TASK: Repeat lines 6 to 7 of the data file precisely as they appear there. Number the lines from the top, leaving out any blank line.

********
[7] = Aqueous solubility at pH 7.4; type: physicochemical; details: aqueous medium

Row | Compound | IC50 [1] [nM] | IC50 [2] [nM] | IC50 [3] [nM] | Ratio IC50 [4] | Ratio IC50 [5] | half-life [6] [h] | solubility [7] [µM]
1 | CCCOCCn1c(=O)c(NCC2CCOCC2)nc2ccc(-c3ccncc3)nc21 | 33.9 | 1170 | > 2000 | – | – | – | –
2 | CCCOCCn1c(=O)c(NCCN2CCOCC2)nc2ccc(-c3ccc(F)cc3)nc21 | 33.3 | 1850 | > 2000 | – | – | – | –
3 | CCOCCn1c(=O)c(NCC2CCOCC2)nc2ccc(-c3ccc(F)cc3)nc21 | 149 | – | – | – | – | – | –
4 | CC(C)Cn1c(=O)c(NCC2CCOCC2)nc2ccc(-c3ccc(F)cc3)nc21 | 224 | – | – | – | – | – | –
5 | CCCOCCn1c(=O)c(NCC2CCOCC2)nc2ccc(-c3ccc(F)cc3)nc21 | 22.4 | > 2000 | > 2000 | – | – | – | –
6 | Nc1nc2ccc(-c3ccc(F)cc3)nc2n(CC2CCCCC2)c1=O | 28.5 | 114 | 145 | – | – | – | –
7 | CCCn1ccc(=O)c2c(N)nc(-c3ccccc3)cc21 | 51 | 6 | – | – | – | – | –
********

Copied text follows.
4 | CC(C)Cn1c(=O)c(NCC2CCOCC2)nc2ccc(-c3ccc(F)cc3)nc21 | 224 | – | – | – | – | – | –
5 | CCCOCCn1c(=O)c(NCC2CCOCC2)nc2ccc(-c3ccc(F)cc3)nc21 | 22.4 | > 2000 | > 2000 | – | – | – | –